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Pope accepts resignation of Washington DC cardinal amid sex-abuse scandal

13 October 2018

In a letter released on Friday, Pope Francis announced that he has accepted the resignation of Archbishop of Washington, D.C., Cardinal Donald Wuerl.

Wuerl, who will be 78 in November, technically handed in his resignation at age 75, the normal retirement age for bishops and cardinals.

In his letter, Pope Francis said Cardinal Wuerl's choice to step down reflected the "heart of the shepherd" who seeks church unity over "sterile division sown by the father of lies", the devil, who "wants nothing more than that the sheep be dispersed".

In early September, Cardinal Wuerl told priests of the archdiocese that he would meet with Pope Francis and ask him to accept his resignation "so that this archdiocesan church we all love can move forward" and can experience "a new beginning".

Cardinal Donald Wuerl, a loyal ally of Pope Francis, was criticized in a USA grand jury report in August for failing to halt abuse in his previous role as archbishop of Pittsburgh.

"You have sufficient elements to "justify" your actions and distinguish between what it means to cover up crimes or not to deal with problems, and to commit some mistakes", the Pope writes.

"However", the letter continued, "your nobility has led you not to choose this way of defense. Of this, I am proud and thank you", Francis wrote in the letter. "Your renunciation is a sign of your availability and docility to the Spirit which continues to act in his Church".

"It doesn't sound like the pope has gone far enough at all", said Mary Pat Fox, president of Voice of the Faithful, a national group that advocates for abuse victims and church accountability. "I also beg forgiveness on behalf of church leadership from the victims who were again wounded when they saw these priests and bishops both moved and promoted".

In 1993, when John Paul II was pope, Wuerl traveled to Rome, where he successfully persuaded the Vatican to overturn the reinstatement of an abusive priest.

As apostolic administrator, Cardinal Wuerl will continue to lead the day-to-day activities of the archdiocese, but will not be permitted to make any major changes. They included a letter from the archdiocesan chancellor, Kim Vitti Fiorentino, who lamented that Wuerl's "pioneering leadership in the enhancement, implementation and enforcement of historically innovative child protection policies was overshadowed by the (Pennsylvania grand jury) report's flaws and its interpretation by the media". Pope Francis has asked that Wuerl remain in his role as archbishop of Washington until a successor can be named. The Vatican's highest court ordered Wuerl to restore Cipolla to priestly ministry, but Wuerl resisted and, after two years of legal procedures, prevailed in preventing Cipolla's return. In his first months as bishop, after the priests were charged with more than 100 counts of abuse, he formed a review board at the diocese level.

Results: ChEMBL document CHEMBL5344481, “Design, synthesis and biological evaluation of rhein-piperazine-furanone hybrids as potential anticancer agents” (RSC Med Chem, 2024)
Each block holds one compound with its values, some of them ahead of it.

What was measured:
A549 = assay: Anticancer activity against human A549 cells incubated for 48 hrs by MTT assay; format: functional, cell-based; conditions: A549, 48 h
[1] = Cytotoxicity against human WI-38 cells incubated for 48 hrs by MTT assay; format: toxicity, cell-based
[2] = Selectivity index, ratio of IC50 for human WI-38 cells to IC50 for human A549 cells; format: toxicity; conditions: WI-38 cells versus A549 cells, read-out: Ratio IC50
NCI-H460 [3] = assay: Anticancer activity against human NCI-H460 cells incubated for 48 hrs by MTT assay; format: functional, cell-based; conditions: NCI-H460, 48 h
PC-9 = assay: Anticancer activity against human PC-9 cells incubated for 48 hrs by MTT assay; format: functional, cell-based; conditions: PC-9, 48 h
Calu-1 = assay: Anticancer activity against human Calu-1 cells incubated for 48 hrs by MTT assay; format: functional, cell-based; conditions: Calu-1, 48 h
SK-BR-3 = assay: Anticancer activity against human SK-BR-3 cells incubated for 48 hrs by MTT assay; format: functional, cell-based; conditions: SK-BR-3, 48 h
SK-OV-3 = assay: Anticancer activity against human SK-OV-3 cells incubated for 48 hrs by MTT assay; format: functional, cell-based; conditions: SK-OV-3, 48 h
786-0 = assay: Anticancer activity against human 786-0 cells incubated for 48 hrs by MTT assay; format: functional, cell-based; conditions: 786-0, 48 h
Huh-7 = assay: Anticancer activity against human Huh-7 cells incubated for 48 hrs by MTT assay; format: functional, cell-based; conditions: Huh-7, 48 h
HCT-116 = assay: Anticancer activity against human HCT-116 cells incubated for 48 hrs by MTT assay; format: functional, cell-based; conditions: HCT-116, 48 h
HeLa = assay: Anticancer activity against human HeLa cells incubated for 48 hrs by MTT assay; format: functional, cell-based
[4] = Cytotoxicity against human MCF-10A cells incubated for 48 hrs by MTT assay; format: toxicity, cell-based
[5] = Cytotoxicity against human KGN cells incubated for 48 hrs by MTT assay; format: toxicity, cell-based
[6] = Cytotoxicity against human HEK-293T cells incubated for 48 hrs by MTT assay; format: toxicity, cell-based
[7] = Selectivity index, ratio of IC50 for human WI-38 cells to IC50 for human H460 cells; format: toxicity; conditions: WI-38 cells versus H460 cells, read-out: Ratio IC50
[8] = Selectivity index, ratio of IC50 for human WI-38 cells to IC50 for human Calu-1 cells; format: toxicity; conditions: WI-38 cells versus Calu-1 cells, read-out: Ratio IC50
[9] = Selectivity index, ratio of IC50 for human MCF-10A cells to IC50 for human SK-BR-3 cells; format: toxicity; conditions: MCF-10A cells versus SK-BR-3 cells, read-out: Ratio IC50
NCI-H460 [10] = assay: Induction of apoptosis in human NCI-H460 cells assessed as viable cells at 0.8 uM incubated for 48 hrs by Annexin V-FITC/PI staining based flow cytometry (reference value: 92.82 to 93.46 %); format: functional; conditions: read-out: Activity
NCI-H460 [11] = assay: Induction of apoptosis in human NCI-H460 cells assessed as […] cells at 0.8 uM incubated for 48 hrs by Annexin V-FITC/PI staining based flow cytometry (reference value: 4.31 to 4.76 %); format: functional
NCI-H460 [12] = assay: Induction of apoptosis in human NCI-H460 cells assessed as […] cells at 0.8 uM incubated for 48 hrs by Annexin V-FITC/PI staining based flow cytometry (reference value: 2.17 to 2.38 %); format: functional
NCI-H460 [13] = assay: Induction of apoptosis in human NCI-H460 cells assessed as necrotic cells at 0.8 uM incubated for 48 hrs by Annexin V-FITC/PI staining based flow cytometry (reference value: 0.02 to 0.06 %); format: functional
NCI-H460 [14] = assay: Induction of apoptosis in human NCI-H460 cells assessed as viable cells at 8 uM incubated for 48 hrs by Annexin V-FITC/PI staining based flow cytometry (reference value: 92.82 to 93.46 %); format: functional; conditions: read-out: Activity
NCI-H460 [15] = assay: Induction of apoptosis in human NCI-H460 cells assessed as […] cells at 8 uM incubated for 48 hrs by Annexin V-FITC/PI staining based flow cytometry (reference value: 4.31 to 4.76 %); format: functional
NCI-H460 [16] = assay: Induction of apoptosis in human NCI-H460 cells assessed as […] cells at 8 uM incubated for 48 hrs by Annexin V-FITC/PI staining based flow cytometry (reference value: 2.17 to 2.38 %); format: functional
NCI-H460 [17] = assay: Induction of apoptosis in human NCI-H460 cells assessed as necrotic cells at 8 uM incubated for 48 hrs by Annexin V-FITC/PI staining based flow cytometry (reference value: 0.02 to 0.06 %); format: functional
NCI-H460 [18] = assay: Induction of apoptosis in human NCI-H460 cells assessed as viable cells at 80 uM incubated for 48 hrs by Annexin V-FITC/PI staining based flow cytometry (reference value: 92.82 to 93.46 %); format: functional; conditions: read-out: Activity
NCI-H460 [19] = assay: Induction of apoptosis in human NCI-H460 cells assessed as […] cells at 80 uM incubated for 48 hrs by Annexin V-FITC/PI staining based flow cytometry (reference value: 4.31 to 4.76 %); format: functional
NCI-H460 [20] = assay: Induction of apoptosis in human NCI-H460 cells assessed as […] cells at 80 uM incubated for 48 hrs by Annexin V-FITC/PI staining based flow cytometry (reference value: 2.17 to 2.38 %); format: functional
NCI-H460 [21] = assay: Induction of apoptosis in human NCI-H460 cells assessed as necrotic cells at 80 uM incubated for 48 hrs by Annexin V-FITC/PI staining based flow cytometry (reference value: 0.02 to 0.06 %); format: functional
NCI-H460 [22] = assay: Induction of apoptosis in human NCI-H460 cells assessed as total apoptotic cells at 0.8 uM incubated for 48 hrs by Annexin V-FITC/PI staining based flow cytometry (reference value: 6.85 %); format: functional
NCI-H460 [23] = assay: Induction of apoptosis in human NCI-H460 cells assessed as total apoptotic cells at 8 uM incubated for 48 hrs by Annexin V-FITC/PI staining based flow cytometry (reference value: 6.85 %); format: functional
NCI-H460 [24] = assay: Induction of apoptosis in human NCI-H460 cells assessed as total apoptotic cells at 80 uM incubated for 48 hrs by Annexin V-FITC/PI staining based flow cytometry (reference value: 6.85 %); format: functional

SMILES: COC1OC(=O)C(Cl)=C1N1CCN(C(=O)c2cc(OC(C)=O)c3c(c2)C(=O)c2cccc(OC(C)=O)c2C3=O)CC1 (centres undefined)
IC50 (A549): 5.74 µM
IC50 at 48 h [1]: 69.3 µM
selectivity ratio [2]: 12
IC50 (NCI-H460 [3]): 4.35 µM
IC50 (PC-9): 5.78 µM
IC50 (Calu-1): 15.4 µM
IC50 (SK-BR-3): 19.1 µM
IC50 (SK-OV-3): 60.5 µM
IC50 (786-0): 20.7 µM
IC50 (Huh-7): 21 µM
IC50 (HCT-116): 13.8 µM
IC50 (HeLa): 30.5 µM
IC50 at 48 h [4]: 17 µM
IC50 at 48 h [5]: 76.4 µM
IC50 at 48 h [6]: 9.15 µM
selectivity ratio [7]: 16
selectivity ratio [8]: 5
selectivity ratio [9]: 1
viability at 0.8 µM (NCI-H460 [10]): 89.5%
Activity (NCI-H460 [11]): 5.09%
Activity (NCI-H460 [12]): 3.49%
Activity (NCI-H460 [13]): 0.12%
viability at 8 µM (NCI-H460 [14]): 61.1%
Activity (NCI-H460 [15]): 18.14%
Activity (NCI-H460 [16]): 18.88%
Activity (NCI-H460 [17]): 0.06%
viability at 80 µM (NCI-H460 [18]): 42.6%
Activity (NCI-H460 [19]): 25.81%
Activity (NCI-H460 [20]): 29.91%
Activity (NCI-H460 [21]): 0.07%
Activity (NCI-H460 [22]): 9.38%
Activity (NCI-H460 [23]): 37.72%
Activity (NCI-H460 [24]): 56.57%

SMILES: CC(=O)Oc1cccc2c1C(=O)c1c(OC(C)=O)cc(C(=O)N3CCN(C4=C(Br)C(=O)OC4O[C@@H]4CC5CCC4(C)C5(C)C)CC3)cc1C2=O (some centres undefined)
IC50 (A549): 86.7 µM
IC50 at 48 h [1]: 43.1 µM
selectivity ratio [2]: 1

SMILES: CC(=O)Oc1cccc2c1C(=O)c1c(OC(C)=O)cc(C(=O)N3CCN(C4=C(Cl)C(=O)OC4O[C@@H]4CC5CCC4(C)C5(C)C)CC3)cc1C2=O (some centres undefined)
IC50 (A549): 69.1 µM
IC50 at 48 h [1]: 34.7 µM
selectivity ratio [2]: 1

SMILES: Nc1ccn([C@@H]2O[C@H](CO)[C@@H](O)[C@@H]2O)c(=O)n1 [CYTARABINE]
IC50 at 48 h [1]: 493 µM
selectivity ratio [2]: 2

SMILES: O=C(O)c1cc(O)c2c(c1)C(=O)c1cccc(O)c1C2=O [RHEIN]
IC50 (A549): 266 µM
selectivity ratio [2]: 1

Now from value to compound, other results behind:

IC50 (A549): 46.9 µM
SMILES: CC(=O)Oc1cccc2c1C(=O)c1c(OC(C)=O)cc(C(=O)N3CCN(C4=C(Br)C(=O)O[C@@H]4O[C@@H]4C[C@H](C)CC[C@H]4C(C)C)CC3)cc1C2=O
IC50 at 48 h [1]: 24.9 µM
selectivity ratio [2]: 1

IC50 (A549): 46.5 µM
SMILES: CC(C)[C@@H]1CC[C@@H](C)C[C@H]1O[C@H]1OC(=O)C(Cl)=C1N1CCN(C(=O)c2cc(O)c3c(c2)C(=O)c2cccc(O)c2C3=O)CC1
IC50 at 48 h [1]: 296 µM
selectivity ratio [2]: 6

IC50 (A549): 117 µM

On a personal note, I convey my gratitude to Cardinal Wuerl for the fraternal support he has extended to me from the moment I was appointed bishop and throughout the years.

Shortly after becoming Bishop of Pittsburgh in 1988, he established the first independent review board to evaluate and recommend actions in cases of abuse, a model later adopted nationally. He has served on a number of Vatican congregations, councils and commissions, as well as numerous national and global organizations such as the Papal Foundation and various committees of the U.S. Conference of Catholic Bishops. He held this position until he was appointed in May 2006 to head the Archdiocese of Washington.

Pope accepts resignation of Washington DC cardinal amid sex-abuse scandal